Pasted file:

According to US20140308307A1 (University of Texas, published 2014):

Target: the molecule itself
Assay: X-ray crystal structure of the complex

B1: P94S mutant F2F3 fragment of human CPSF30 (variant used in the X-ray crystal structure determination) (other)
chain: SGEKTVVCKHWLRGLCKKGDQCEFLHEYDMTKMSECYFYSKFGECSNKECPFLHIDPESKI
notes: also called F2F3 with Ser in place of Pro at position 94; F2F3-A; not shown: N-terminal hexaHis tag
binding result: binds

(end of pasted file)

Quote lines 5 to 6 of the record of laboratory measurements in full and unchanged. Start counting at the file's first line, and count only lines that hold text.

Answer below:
chain: SGEKTVVCKHWLRGLCKKGDQCEFLHEYDMTKMSECYFYSKFGECSNKECPFLHIDPESKI
notes: also called F2F3 with Ser in place of Pro at position 94; F2F3-A; not shown: N-terminal hexaHis tag